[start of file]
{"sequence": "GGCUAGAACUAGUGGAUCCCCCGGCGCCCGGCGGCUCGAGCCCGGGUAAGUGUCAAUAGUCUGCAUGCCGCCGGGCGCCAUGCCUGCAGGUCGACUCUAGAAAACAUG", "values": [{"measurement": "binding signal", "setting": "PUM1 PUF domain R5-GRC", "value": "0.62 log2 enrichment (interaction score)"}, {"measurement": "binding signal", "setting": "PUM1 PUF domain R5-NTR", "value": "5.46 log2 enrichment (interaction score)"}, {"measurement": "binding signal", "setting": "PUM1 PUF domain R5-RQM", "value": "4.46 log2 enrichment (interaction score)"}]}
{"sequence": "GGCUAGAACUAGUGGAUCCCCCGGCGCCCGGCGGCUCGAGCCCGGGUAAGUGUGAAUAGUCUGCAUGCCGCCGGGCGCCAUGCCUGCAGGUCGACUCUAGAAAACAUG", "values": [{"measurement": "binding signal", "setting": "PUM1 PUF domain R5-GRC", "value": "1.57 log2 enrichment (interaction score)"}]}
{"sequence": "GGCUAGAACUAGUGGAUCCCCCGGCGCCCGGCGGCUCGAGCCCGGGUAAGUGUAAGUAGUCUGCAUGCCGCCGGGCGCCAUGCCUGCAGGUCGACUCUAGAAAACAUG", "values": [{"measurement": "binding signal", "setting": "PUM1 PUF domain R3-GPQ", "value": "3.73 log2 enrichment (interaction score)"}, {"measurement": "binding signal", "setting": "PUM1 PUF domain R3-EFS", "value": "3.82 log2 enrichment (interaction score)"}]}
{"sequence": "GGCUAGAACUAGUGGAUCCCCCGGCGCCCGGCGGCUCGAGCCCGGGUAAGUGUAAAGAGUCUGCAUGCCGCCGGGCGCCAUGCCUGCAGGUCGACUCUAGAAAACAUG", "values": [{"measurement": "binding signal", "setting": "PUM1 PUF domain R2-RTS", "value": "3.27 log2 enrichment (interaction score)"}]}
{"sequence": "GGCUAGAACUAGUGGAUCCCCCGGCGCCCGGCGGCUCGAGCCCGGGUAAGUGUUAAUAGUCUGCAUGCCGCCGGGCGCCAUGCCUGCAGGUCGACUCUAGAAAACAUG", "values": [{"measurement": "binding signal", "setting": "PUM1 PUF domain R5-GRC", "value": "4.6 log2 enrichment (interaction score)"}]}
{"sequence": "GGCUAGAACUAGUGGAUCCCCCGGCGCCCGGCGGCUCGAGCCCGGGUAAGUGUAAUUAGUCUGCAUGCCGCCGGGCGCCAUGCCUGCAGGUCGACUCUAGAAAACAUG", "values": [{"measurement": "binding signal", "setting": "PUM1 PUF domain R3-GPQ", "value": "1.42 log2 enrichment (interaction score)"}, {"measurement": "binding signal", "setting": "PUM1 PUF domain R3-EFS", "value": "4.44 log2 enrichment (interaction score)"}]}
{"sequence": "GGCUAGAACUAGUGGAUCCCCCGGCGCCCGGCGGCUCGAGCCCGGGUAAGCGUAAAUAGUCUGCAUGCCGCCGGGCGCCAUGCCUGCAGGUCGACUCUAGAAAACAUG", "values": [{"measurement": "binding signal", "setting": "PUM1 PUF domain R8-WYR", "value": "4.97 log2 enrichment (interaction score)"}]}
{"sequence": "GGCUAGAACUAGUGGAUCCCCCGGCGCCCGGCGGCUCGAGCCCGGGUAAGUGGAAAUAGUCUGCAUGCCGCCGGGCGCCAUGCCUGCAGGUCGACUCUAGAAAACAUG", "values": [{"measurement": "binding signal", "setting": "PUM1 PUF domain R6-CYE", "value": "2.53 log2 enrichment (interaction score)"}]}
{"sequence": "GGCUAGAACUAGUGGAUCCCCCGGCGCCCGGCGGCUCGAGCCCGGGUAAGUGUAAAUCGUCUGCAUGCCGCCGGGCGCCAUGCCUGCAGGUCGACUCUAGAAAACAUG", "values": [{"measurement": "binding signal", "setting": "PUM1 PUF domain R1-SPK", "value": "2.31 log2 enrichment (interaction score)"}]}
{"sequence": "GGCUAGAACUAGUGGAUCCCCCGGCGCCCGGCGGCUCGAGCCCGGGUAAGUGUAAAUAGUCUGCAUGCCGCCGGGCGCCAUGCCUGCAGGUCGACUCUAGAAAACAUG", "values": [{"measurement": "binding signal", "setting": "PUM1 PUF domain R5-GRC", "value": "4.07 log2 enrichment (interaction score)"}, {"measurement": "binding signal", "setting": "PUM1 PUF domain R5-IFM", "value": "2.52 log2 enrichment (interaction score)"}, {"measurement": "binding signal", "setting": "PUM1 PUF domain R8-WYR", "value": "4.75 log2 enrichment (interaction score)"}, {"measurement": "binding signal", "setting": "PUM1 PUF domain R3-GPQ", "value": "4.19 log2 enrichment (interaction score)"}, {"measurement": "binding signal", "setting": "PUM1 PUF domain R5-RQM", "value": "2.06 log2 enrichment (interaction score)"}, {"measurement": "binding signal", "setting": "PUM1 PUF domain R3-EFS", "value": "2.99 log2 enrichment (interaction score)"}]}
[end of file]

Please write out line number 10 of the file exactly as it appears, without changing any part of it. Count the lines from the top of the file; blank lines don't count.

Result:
{"sequence": "GGCUAGAACUAGUGGAUCCCCCGGCGCCCGGCGGCUCGAGCCCGGGUAAGUGUAAAUAGUCUGCAUGCCGCCGGGCGCCAUGCCUGCAGGUCGACUCUAGAAAACAUG", "values": [{"measurement": "binding signal", "setting": "PUM1 PUF domain R5-GRC", "value": "4.07 log2 enrichment (interaction score)"}, {"measurement": "binding signal", "setting": "PUM1 PUF domain R5-IFM", "value": "2.52 log2 enrichment (interaction score)"}, {"measurement": "binding signal", "setting": "PUM1 PUF domain R8-WYR", "value": "4.75 log2 enrichment (interaction score)"}, {"measurement": "binding signal", "setting": "PUM1 PUF domain R3-GPQ", "value": "4.19 log2 enrichment (interaction score)"}, {"measurement": "binding signal", "setting": "PUM1 PUF domain R5-RQM", "value": "2.06 log2 enrichment (interaction score)"}, {"measurement": "binding signal", "setting": "PUM1 PUF domain R3-EFS", "value": "2.99 log2 enrichment (interaction score)"}]}